Scene Breakdowns: The Wild Bunch part 1

First off I have to apologize. In my excitement to start doing these breakdowns I chose a scene from a movie I had seen in the last couple days. That is not why I am apologizing. I have gained a lot from doing this exercise; there is a lot of power in analyzing something shot by shot that you don’t get from just watching the scene play out as a part of the whole feature and even from watching the scene over and over by itself. I am apologizing because it’s a long one. It wasn’t till I was fully entrenched in this particular scene that I realized how many shots were in it. I’m going to be making this a 2-part post because it is too many stills to present all together and there is a perfect emotional divider in the scene as well. So, I hope you can bear with me, because this may take a while.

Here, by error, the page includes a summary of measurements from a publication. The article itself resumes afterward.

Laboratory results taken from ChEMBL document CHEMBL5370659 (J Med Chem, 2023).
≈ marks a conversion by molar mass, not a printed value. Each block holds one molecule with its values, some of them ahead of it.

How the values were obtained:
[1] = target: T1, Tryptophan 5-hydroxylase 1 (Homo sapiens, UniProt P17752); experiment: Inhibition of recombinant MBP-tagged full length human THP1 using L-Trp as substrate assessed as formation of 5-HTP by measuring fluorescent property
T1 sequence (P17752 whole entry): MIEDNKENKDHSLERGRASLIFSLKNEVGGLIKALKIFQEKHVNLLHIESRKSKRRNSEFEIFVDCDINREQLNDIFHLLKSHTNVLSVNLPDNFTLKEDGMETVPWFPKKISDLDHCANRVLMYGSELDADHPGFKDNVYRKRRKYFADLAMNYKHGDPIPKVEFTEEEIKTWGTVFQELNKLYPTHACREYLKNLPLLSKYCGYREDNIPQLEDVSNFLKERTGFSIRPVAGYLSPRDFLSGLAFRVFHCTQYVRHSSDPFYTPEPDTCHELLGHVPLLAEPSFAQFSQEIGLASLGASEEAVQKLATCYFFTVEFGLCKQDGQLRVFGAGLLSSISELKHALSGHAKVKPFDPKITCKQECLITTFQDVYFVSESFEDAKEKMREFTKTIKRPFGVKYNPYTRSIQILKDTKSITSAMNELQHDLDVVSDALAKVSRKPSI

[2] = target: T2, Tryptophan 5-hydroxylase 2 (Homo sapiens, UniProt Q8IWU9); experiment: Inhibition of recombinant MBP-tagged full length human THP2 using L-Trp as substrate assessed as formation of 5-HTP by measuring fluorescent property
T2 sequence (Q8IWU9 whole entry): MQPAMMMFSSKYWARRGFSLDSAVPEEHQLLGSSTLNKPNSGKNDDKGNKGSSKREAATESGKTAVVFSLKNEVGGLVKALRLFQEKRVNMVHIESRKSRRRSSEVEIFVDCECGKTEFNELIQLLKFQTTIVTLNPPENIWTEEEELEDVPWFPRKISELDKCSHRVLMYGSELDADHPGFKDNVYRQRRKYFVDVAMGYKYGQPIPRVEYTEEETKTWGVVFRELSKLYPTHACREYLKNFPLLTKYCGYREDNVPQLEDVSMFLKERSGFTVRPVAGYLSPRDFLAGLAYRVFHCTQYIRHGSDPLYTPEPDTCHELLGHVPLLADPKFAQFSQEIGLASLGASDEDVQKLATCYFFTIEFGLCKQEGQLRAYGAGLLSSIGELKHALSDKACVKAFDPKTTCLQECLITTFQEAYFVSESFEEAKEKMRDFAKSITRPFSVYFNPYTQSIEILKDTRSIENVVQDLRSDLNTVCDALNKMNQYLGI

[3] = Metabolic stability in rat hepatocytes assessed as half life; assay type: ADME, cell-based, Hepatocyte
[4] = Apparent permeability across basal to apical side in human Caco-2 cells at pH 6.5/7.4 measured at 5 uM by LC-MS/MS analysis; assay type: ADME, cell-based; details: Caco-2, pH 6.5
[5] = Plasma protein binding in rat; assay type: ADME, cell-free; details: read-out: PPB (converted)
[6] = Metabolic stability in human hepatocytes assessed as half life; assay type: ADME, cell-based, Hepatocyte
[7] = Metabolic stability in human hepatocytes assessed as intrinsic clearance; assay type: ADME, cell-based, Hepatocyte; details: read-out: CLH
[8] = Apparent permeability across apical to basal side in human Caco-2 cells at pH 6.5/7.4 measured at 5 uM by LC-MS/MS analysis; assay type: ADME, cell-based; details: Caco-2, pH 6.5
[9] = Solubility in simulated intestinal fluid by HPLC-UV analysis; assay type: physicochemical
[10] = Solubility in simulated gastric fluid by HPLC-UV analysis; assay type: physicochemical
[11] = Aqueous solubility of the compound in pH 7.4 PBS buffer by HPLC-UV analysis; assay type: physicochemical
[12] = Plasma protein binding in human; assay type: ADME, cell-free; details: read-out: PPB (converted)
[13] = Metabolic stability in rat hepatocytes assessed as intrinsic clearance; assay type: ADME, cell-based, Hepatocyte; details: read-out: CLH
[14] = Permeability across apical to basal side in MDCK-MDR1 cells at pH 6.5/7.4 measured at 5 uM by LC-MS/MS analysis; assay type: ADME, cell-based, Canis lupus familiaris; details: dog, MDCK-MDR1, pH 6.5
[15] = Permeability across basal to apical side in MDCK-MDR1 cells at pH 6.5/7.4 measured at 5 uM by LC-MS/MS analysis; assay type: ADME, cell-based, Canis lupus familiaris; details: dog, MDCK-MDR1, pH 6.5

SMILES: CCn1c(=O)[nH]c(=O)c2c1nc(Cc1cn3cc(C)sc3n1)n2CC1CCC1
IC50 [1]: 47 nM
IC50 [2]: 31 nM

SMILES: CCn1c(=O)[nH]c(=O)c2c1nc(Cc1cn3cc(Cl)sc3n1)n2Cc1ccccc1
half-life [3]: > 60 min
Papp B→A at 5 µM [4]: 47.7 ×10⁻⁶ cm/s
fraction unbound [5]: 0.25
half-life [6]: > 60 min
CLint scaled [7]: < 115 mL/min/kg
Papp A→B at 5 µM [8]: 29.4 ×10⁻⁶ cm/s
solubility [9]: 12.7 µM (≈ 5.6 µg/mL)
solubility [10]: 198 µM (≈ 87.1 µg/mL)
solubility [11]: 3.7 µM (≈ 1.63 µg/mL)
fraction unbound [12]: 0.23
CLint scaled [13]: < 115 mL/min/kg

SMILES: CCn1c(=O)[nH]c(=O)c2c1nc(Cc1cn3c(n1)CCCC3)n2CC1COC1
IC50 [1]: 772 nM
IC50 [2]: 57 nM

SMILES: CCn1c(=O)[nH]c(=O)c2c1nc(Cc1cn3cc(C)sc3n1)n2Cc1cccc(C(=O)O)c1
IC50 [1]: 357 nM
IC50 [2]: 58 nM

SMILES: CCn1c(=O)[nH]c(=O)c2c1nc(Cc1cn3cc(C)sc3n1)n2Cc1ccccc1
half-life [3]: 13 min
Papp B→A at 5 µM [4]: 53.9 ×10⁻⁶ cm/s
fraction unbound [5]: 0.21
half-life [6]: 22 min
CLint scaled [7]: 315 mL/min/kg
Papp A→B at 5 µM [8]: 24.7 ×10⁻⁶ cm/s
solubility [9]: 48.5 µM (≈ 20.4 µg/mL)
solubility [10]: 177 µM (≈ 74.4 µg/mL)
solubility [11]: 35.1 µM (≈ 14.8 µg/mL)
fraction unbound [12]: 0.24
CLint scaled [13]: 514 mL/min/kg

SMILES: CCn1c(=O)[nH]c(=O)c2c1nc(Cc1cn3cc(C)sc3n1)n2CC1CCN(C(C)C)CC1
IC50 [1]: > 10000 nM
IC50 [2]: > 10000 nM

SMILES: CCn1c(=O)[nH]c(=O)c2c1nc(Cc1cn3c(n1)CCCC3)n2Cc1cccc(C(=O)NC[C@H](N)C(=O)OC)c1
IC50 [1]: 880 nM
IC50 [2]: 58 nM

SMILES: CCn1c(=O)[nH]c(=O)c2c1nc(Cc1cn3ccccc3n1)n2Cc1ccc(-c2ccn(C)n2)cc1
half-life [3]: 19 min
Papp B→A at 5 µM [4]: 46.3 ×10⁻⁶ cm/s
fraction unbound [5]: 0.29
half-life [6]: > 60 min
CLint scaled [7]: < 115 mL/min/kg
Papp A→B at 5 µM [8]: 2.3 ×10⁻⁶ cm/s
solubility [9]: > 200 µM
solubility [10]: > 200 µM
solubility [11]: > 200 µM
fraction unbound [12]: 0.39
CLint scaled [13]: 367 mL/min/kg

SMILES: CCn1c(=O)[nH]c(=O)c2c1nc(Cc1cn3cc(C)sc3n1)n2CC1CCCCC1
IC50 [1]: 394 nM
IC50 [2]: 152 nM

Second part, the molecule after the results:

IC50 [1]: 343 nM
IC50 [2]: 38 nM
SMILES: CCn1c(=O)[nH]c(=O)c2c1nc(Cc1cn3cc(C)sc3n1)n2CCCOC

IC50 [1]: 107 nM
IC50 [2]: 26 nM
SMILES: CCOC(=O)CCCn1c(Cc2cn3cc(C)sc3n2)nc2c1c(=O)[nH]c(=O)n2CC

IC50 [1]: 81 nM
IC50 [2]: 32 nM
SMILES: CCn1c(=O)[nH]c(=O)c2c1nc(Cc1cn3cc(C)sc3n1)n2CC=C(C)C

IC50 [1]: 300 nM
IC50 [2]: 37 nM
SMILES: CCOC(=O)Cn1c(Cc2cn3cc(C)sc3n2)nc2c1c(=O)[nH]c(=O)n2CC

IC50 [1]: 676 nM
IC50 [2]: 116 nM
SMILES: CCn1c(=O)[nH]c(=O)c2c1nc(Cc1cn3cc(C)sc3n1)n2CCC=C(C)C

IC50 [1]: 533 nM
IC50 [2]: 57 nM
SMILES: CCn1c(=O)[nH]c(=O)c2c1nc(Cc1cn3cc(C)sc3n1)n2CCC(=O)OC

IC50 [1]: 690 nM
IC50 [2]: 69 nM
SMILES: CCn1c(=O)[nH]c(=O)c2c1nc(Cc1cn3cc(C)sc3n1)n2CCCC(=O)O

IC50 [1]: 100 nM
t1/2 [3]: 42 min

This scene is not the first one that comes to mind when I think of The Wild Bunch. Usually it is the opening or the final battle. But there was a moment while watching this scene where I was really grabbed by what they were doing from a tension perspective and that is why it came to mind when I was pondering which scene to get this breakdown ball a rolling with. Most of my analysis is from a film editorial perspective but there will certainly be comments that deal more with directing and the other disciplines. First, I have to give credit where credit is due.

The Wild Bunch debuted theatrically in 1969. It was directed by the great Sam Peckinpah and edited by Louis Lombardo. The scene in question takes place after the opening robbery and gunfight where the remaining members of the gang are about the divide up their score. I could have given a long synopsis of the film, but all you need to know is that it is a glorious western and you damn well need to see it. This scene is the first to really introduce us to the players left and is the starting place for the rest of their story. We have seen them in action but don’t know them or where they stand in the pecking order, except for the leader, Pike.